I normally do the shopping and most of the cooking in our house, but since it was my birthday I planned to get an M&S meal. I had originally thought that I would pop in after the memorial service but time was running out on the parking, and to be honest, I think I needed some transition time to recover my equilibrium. Standing in the M&S ready meal aisle with all that choice would have been too stressful, and let’s face it, a sobbing blob of a man on the floor of the refridgerated section was not a great way of spending my birthday. Instead I would go home, relax and “be” until my daughter came home from school, and bolstered by her assured teenage decision making, we would tackle M&S together.
I am lying on the sofa when my daughter arrives home from school. The dog hears her first. Normally he is lying on my stomach but today he is on the floor by the sofa, the temperature is warm enough not to need my body heat. Daughter is not pleased to see me on the sofa. She wants to practise the piano which implies she doesn’t want me in the same room. I tell her to ignore me and carry on, but then a thought occurs to me. I ask her if she has a lesson today and she replies that yes she does (with that look that shows her exasperation that her father cannot remember these simple things). It turns out that it is in 40 minutes time. She wont be back until 5.30pm and then we are into rush hour traffic and I am no longer sure an M&S meal is on the cards. I look up the store’s closing time on my mobile and am relieved to see it is open until 8pm. I plan to go at 6pm with daughter as most of the traffic should be cleared by then.
I have always taken my kids food shopping with me. It was a practical thing at first, babies in trolley seats are easy to look after until their boredom threshold kicks and the the screaming starts. Thankfully those days are past for me, though I do try to look sympathetic to parents still battling with these moments to offset the annoyed looks other people give. Now, shopping it is a way of spending time with them and perhaps finding out a bit of what goes on in their lives. Going shopping doesn’t seem to threaten them and I enjoy it. Another reason for taking my daughter is that she gets to choose her own food, which hopefully means that the family will all eat together. We try and fail to do this every evening, but with it being my birthday, I think eating together should happen.
Shopping is successfully concluded, maybe more than strictly necessary, but it’s my birthday and the cakes had just been reduced so we couldn’t resist the “bargains”. Back home, I am on my computer when my wife returns from her Spanish class. “When is dinner?”, she asks. I said that it was up to the kids. I wasn’t cooking tonight. Apparently despite saying this to my daughter, the kids and specifically her are unaware that they are cooking. The next thing I know is that she is apologising because her dinner is ready but mine is going to take another 45 minutes because she didn’t look at all the reheating times. Okay, why am I not surprised?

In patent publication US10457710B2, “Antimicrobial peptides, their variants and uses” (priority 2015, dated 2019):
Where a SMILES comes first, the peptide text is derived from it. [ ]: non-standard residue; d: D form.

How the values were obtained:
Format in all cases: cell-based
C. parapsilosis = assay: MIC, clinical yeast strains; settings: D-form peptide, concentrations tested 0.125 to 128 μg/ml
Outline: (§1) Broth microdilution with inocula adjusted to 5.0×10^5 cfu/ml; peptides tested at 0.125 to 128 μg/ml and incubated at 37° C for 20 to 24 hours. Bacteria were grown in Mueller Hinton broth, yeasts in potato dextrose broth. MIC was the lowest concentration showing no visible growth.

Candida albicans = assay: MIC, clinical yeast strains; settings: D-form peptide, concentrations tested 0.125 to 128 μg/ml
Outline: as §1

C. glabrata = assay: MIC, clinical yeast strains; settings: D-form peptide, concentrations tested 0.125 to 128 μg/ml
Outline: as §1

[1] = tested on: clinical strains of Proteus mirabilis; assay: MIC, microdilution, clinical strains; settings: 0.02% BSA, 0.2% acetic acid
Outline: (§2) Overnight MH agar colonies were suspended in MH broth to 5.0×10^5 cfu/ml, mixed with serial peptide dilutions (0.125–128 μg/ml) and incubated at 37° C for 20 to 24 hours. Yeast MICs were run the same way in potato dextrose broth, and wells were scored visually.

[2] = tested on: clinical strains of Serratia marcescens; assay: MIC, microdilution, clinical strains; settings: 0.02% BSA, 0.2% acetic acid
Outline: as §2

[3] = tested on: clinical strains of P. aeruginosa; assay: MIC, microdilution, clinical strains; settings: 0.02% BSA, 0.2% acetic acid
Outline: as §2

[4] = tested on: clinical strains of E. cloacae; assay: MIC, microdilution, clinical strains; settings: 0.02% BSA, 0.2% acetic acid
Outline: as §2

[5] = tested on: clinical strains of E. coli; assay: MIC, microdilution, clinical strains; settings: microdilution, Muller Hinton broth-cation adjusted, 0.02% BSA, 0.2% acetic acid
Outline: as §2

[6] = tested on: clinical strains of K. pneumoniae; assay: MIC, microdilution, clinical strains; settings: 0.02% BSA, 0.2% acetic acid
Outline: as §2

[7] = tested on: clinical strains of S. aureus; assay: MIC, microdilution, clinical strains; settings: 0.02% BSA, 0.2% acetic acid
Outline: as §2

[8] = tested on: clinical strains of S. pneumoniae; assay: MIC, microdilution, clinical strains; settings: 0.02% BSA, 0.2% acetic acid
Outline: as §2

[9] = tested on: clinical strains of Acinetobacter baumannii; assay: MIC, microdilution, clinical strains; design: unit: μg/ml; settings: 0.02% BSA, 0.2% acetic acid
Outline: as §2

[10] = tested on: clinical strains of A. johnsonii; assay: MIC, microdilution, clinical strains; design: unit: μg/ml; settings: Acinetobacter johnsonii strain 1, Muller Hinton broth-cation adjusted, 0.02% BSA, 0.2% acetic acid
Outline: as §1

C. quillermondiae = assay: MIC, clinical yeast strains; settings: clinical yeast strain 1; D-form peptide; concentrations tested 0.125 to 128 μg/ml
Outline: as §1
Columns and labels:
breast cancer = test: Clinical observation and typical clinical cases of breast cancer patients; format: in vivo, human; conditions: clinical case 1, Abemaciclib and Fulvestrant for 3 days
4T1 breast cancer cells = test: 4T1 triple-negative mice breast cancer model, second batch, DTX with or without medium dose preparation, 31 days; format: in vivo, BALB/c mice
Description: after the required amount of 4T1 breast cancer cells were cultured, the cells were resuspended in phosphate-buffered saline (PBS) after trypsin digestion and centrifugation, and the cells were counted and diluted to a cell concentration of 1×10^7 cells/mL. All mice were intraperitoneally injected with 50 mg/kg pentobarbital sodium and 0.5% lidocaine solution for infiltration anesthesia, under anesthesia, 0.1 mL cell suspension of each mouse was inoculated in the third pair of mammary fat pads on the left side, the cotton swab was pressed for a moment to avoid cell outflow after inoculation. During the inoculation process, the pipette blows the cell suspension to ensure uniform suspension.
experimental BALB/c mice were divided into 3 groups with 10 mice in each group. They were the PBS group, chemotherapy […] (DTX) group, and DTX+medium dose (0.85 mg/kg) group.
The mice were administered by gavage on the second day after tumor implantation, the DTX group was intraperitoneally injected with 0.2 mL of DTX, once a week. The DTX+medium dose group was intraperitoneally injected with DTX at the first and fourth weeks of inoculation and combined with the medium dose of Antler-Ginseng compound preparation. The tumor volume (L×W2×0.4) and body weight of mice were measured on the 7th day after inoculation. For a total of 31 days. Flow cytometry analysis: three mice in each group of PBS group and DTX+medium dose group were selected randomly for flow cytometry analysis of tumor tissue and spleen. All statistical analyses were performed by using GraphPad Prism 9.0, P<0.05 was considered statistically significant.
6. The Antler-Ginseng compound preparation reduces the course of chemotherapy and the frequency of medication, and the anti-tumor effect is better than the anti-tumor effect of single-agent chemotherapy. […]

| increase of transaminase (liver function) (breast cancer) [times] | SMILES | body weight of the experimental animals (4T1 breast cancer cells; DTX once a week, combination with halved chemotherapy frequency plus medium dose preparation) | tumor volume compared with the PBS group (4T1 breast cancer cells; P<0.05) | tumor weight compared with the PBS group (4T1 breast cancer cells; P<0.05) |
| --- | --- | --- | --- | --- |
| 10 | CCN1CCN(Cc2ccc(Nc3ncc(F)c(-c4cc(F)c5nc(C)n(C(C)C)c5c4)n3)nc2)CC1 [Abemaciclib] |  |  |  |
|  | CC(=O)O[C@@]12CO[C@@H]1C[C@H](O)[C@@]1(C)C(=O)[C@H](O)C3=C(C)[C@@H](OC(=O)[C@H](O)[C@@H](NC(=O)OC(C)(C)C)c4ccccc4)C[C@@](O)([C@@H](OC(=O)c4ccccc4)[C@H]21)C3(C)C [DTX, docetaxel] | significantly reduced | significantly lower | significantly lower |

We do all eventually sit down together, and I open presents and cards. I unwrap a book which my wife has given me. It is titled, “The Life-changing Magic of Tidying”. I am not sure this book makes a good birthday present, but she raves about it. I am reminded of the book she gave me about Swedish Wood Chopping at Christmas and wonder if my latest book will suffer the same neglected fate. She found the book engrossing and difficult to put down. “You’ve already read it then?”, I accuse her. She sees nothing wrong with this, but there is a part of me that feels that a new book presented to someone, should be read by the receiver first. I reiterate my point of view, and my son tries to get her to understand this view but comparing it to wearing somebody’s clothing before you give it to them as a present. It is one of the many cultural difference my wife and I share.
My eldest daughter has left me a present of special Spanish cake from her recent trip there. She explains in the card that she wouldn’t normally do this touristy thing but her spanish friends said we must try it. I miss my number one child. My son, child number two, has not got me a present or made a card. He pledges me £10 towards some video game accessories which are fun, and not something I would spend money on, but are nice to have. Number three child, the daughter actually present for the occasion does not conform to sterotype. She has created me a hand-made card rather than a computer generate one, and she gives me a model of the original Star Trek series Enterprise rather than chocolates. I am impressed and delighted.
My birthday cake consists of a reduced priced M&S Victoria sponge, with my new Enterprise model in the middle of it, surrounded by four candles. I take a picture, insist my family sing “Happy Birthday” (though being musical, the kids deliberately sing it very out of tune) and I blow the candles out. The cake is lovely, as were all the cakes that we got in M&S. I am glad I made the effort.
Afterwards I am playing video games again. I expected to be playing with five others in a Raid to finish off my birthday. We have alot of fun and laughter, so I am surprised when my “spot” has already been taken when I try to join. This happens, but I wasn’t expecting it to happen today. I end up playing solo on a different game, looking to join up with others and reframing my disappointment to an opportunity to play with other friends. It doesn’t happen until I am about to pack up for the night. Salty comes along and asks if I want to do some difficult daily missions. My day finishes off at 4am. It has been an unusual birthday.